My story is about the replacement of my ruptured 21-yr. old silicone implants that had leaked and become extra-capsular and the challenges and result of such a journey. This is a positive story which I want to share, so that others who may go through this are not terrified as I was. There is a lot of conflicting info about implants out there and many are biased against them. This is my honest account, both good and bad. My story begins in 1987 when, after having 4 children and nursing them all, I underwent a breast augmentation with 250cc. silicone implants. I was very thin and this size, although conservative, brought me from an A cup to a B cup which is what I was before my children. Over the years I would regret that I hadn't gone larger, but they were so natural-looking that no one but my husband and I knew they were "fake". I had no complications, except for some major keloid scarring which persisted for years.
Fast forward to 2004 when I went for a routine mammogram. Even though I told the technician that I had implants she compressed my breasts so hard that I was bruised and sore for weeks. I had pain off and on for the next 4 years which I attributed to being in my late 40's and hormonal changes. Little did I know that in all probability my aging implants had ruptured. With old-style silicone implants the breast changes due to rupture are not immediate. A lump began forming in the upper quadrant of my left breast and in time reached up to my collarbone. I did not have insurance so I kept putting off another mammogram until 2007 when it was determined that both implants were ruptured and that the left one had gone extra-capsular, with silicone granulomas (tumors) which was the lump I was feeling. ( Please keep in mind that this was the old silicone which was fluid and could migrate.) An MRI was ordered and panic set in.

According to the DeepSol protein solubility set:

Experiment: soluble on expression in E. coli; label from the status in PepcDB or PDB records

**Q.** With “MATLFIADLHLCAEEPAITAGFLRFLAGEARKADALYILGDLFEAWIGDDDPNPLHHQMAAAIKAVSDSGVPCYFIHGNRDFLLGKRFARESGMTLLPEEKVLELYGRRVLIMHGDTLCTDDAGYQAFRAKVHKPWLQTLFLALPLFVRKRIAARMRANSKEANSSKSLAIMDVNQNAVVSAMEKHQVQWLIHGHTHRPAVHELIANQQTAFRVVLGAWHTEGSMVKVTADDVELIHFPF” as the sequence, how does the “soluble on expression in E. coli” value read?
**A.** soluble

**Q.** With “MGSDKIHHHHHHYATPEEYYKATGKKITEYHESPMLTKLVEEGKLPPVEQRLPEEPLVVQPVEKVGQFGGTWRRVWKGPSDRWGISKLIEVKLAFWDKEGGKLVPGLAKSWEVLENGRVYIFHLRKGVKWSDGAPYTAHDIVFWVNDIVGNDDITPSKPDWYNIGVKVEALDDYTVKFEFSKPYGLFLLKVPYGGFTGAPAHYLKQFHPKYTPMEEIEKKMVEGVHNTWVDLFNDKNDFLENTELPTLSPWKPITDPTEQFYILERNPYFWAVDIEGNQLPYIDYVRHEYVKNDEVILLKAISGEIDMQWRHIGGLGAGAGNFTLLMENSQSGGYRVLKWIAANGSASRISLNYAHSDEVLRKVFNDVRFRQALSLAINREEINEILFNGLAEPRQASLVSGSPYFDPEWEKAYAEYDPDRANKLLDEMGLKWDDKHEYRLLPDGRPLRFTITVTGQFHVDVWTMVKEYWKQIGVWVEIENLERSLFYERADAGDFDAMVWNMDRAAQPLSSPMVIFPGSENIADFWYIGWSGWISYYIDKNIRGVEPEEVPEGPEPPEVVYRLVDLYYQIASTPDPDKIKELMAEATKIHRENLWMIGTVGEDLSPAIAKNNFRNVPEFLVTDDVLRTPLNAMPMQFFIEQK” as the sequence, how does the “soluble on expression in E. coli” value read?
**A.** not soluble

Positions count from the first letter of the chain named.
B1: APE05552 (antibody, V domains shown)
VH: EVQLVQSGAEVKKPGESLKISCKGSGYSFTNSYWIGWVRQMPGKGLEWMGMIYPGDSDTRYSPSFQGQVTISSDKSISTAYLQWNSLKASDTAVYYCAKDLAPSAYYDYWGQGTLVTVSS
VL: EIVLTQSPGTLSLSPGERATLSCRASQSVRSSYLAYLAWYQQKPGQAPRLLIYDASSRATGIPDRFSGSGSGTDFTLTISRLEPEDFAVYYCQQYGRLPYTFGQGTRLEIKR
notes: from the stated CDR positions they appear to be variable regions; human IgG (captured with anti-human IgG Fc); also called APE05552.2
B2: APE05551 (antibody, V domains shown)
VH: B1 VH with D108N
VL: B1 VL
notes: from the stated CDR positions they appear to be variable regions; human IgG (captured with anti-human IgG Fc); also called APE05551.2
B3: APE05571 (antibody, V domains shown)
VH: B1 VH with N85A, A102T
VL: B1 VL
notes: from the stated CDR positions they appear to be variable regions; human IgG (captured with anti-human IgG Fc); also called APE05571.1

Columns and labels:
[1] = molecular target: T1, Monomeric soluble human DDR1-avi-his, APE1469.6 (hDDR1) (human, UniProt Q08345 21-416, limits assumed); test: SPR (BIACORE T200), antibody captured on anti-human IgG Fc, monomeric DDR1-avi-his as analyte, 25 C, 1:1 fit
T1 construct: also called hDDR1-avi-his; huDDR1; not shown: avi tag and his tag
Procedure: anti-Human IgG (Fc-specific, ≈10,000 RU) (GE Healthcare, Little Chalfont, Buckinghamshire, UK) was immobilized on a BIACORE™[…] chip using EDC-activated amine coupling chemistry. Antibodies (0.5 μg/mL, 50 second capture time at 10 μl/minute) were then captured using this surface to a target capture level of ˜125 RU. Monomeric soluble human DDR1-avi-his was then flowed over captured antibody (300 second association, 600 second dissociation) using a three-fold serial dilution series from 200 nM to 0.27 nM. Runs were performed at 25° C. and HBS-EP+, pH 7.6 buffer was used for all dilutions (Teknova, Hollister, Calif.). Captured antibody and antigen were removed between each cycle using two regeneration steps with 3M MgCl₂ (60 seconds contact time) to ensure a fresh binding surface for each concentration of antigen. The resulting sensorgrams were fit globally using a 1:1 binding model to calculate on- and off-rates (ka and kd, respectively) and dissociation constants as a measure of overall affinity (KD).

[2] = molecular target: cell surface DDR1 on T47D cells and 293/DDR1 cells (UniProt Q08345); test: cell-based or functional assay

I was naive in thinking that all I had to do was go back to my original PS and have my implants replaced. I would soon learn that the cleanup of free silicone that had the consistency of honey and adhered itself to tissue was a delicate and complicated operation. I left my PS office in tears when he told me he did not feel qualified to do the surgery. He referred me to another doctor who then referred me to 2 other doctors who also didn't want to take my case. I began to have pain down my arm, chest pains and a persistent rash on my chest.
I grew frantic, wondering if anyone could help me; reading scary things on the internet did nothing to ease my fears. It was by God's grace that I found my wonderful surgeon at a major hospital who calmly reassured me that he could indeed do the surgery and I would not be disfigured. Because I would lose tissue I chose larger implants (550 cc.) and I went with saline this time.
The day of my surgery I had to be at the hospital 3 hours early. I was scared, thirsty, and tired of waiting. By the time they finally wheeled me down the hall on the stretcher to the OR, it was a relief to be put under. My doctor reassured me that he would get out as much silicone as possible, while making my breasts beautiful and then I fell asleep. The next thing I remember is feeling intense pain and pressure and going in and out of consciousness in the recovery room. I was put under at 2:00 p.m. and did not wake up until 8:30 p.m.
My surgery had taken a long time and I had lost a lot of blood so I was slow coming out of the anesthesia. I had complete capsulectomies of both breasts, excision of the granulomas and the silicone, and re-augmentation. There had been profuse bleeding and it took great effort on my doctor's part to stop it. It was recommended I stay overnight but I knew that a night's stay would add another $1,000 to my bill so I went home.